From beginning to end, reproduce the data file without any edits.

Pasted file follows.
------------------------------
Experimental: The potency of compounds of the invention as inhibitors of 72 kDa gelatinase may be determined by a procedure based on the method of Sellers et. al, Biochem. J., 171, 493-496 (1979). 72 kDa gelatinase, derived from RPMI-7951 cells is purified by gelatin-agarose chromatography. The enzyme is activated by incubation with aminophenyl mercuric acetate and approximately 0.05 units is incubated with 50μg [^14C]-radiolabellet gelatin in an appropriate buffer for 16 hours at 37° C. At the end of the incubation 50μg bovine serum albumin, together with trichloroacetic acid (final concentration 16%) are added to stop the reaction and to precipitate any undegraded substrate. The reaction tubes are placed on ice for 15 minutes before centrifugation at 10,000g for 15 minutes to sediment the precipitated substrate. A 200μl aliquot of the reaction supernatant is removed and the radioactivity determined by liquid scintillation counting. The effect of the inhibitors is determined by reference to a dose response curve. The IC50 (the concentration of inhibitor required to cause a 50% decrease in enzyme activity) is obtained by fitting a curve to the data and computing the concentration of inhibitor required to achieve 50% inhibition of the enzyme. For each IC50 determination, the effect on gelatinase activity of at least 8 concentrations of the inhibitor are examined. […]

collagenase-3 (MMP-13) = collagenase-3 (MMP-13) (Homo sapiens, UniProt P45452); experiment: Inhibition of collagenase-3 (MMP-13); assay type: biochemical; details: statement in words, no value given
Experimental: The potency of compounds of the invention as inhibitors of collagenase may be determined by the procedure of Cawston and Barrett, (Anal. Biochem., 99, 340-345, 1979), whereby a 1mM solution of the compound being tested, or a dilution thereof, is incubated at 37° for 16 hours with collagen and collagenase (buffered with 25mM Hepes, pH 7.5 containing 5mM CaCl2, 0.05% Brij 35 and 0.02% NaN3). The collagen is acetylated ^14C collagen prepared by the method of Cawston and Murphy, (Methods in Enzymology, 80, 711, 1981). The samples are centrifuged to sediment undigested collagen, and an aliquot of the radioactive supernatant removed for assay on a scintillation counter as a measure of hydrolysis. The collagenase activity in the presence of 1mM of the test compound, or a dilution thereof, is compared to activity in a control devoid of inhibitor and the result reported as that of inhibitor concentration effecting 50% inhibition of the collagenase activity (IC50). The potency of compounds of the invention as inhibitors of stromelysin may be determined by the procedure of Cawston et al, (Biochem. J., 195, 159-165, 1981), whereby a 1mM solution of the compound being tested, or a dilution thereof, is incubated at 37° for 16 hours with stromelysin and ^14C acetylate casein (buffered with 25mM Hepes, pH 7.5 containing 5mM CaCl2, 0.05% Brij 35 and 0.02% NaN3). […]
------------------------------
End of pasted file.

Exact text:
Experimental: The potency of compounds of the invention as inhibitors of 72 kDa gelatinase may be determined by a procedure based on the method of Sellers et. al, Biochem. J., 171, 493-496 (1979). 72 kDa gelatinase, derived from RPMI-7951 cells is purified by gelatin-agarose chromatography. The enzyme is activated by incubation with aminophenyl mercuric acetate and approximately 0.05 units is incubated with 50μg [^14C]-radiolabellet gelatin in an appropriate buffer for 16 hours at 37° C. At the end of the incubation 50μg bovine serum albumin, together with trichloroacetic acid (final concentration 16%) are added to stop the reaction and to precipitate any undegraded substrate. The reaction tubes are placed on ice for 15 minutes before centrifugation at 10,000g for 15 minutes to sediment the precipitated substrate. A 200μl aliquot of the reaction supernatant is removed and the radioactivity determined by liquid scintillation counting. The effect of the inhibitors is determined by reference to a dose response curve. The IC50 (the concentration of inhibitor required to cause a 50% decrease in enzyme activity) is obtained by fitting a curve to the data and computing the concentration of inhibitor required to achieve 50% inhibition of the enzyme. For each IC50 determination, the effect on gelatinase activity of at least 8 concentrations of the inhibitor are examined. […]

collagenase-3 (MMP-13) = collagenase-3 (MMP-13) (Homo sapiens, UniProt P45452); experiment: Inhibition of collagenase-3 (MMP-13); assay type: biochemical; details: statement in words, no value given
Experimental: The potency of compounds of the invention as inhibitors of collagenase may be determined by the procedure of Cawston and Barrett, (Anal. Biochem., 99, 340-345, 1979), whereby a 1mM solution of the compound being tested, or a dilution thereof, is incubated at 37° for 16 hours with collagen and collagenase (buffered with 25mM Hepes, pH 7.5 containing 5mM CaCl2, 0.05% Brij 35 and 0.02% NaN3). The collagen is acetylated ^14C collagen prepared by the method of Cawston and Murphy, (Methods in Enzymology, 80, 711, 1981). The samples are centrifuged to sediment undigested collagen, and an aliquot of the radioactive supernatant removed for assay on a scintillation counter as a measure of hydrolysis. The collagenase activity in the presence of 1mM of the test compound, or a dilution thereof, is compared to activity in a control devoid of inhibitor and the result reported as that of inhibitor concentration effecting 50% inhibition of the collagenase activity (IC50). The potency of compounds of the invention as inhibitors of stromelysin may be determined by the procedure of Cawston et al, (Biochem. J., 195, 159-165, 1981), whereby a 1mM solution of the compound being tested, or a dilution thereof, is incubated at 37° for 16 hours with stromelysin and ^14C acetylate casein (buffered with 25mM Hepes, pH 7.5 containing 5mM CaCl2, 0.05% Brij 35 and 0.02% NaN3). […]